Japan says it's going to tighten border controls following Carlos Ghosn's escape from the country.
The former Nissan chief managed to flee house arrest in Japan on New Years Eve, as he was awaiting trial on multiple charges of financial wrongdoing, which he denies.
He's now believed to be taking refuge in his childhood home of Lebanon to escape what he called a "rigged" justice system in Japan.
Japan's Justice Minister Masako Mori said Ghosn's "apparently illegal" departure was very regrettable, and added there was no record of him leaving the country.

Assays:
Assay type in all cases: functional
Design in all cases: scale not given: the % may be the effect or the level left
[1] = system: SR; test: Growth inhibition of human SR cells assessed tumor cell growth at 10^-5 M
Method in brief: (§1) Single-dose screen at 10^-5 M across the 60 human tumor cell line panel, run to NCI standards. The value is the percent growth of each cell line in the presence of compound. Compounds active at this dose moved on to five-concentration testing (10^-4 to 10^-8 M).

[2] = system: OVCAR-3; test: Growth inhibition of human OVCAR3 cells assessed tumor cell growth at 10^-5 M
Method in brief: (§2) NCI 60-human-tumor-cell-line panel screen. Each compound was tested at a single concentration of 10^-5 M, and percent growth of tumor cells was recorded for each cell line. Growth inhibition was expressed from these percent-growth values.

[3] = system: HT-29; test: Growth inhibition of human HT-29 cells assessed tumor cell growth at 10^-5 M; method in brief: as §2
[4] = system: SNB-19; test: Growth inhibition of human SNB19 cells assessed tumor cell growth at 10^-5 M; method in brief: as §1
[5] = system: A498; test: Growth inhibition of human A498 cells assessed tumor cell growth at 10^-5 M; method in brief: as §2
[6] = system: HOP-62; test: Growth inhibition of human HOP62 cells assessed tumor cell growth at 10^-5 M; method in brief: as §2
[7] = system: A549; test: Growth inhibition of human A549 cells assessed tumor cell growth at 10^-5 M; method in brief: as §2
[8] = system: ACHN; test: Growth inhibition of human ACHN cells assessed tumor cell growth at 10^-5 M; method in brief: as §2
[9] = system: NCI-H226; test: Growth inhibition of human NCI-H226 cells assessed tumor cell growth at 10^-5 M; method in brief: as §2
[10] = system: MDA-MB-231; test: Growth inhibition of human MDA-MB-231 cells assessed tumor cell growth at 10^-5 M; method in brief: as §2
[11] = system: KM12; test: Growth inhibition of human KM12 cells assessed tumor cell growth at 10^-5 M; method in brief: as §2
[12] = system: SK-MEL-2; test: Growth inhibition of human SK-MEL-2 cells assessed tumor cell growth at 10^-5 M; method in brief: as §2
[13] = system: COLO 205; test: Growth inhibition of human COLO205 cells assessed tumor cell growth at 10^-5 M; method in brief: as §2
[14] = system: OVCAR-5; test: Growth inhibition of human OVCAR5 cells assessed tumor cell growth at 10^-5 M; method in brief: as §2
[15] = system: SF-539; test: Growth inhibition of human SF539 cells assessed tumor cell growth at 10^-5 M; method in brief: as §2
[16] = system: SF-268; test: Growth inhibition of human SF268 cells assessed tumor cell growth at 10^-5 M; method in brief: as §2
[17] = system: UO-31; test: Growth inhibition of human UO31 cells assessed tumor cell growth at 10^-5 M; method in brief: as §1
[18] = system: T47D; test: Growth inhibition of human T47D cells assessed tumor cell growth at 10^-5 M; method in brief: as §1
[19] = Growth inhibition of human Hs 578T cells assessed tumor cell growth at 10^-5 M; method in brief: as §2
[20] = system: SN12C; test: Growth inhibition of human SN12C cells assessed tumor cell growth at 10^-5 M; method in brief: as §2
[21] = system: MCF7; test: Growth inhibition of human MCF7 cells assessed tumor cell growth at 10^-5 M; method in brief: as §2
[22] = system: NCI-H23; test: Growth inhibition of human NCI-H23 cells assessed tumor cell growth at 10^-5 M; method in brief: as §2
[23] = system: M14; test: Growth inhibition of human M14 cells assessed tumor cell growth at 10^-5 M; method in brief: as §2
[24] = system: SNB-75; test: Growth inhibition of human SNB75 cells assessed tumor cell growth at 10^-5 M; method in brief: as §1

She said there was no justification for Ghosn's disappearance, and that a court had formally revoked his bail.
It's not known exactly how the executive evaded passport controls.
The Wall Street Journal says he was smuggled onto a private jet hidden in a case for audio gear.
Japanese broadcaster NHK says it's believed that the case was never X-rayed.